Despite hiring funnyman Chris Rock to host the 2016 Oscars, it was immediately noted that the nominee list was eerily whitewashed. After facing backlash on social media and from top celebrities such as Don Cheadle, Spike Lee and Jada Pinkett Smith, some of whom intend to boycott the program, Academy president Cheryl Boone Isaacs released a public relations crisis statement suggesting it was time for a change and the conversation about the “lack of inclusion” was difficult but important. Her letter states, “In 2016 the mandate is inclusion in all of its facets; gender, race, ethnicity and sexual orientation. We recognize the very real concerns of our community, and I so appreciate all of you who have reached out to me in our effort to move forward together.”
To accompany her words, which were released on Rev. Dr. Martin Luther King, Jr’s holiday, a stream of African American actors with Oscar history were plastered on the Academy’s Instagram and Twitter pages.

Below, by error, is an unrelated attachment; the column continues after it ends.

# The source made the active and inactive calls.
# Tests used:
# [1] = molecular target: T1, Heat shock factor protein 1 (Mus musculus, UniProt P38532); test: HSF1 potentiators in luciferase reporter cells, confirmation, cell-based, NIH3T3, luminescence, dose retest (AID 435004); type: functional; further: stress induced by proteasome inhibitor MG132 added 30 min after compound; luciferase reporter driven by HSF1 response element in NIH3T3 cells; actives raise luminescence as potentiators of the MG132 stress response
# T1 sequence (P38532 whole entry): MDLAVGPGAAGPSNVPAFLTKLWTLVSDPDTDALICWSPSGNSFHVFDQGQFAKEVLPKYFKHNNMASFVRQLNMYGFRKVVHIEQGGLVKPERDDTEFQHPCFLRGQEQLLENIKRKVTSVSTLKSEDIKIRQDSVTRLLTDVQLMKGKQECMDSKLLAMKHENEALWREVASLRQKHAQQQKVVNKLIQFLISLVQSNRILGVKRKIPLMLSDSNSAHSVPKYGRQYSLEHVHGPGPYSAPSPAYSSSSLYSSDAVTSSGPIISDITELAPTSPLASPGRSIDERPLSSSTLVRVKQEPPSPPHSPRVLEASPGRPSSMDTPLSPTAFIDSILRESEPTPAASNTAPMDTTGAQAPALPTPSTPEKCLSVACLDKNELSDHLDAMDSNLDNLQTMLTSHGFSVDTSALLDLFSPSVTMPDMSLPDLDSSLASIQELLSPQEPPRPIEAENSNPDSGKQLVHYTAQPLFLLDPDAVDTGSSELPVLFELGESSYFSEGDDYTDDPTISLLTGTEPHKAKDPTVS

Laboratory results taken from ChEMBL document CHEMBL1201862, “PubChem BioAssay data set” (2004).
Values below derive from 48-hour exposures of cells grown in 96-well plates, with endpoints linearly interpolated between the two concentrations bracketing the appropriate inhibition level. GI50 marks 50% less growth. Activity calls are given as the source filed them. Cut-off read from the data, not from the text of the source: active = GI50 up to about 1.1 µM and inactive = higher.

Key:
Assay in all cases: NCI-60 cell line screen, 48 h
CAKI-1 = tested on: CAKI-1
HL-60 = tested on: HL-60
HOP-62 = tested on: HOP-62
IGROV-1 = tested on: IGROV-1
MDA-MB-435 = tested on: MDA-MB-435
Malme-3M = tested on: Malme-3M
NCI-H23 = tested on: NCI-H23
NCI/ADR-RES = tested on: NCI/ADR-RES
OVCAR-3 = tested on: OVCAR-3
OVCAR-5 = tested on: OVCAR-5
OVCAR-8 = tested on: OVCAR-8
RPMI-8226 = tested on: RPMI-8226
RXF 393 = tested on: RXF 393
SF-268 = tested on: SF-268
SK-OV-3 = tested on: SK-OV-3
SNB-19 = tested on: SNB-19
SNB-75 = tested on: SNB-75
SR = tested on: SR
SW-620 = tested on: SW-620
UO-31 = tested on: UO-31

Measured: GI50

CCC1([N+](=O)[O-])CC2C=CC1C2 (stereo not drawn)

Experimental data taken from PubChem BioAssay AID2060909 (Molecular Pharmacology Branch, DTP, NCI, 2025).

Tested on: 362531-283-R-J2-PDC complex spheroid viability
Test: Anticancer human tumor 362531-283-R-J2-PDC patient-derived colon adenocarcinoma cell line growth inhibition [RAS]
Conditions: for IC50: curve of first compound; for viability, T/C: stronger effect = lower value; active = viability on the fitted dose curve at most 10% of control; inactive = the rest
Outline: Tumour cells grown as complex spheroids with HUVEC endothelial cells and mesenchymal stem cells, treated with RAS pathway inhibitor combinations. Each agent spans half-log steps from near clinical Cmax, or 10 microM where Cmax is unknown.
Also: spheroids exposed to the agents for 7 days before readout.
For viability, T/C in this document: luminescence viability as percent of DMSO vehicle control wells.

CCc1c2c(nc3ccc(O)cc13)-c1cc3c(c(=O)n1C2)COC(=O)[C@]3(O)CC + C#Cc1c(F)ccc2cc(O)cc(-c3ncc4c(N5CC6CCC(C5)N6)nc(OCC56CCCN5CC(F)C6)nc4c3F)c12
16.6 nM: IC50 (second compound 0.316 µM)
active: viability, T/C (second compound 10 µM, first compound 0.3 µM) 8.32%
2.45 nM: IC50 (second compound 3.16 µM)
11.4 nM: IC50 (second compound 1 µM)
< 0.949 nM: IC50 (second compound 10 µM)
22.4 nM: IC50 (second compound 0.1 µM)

While Boone Isaacs’ words may have been heartfelt, it appears they fell on deaf ears. Only after the verbal protests of some of Hollywood’s brightest stars did she feel inclined to address the issue. By the time she released her statement, the damage had already been done. I am not sure if Boone Isaacs would’ve sensed anything wrong with the exclusion of minority actors time and time again if the exclusion wasn’t noted by African American actors who drive revenue.
See Boone Isaacs’ full statement below. Do you think her statement is the beginning of change for the Oscars?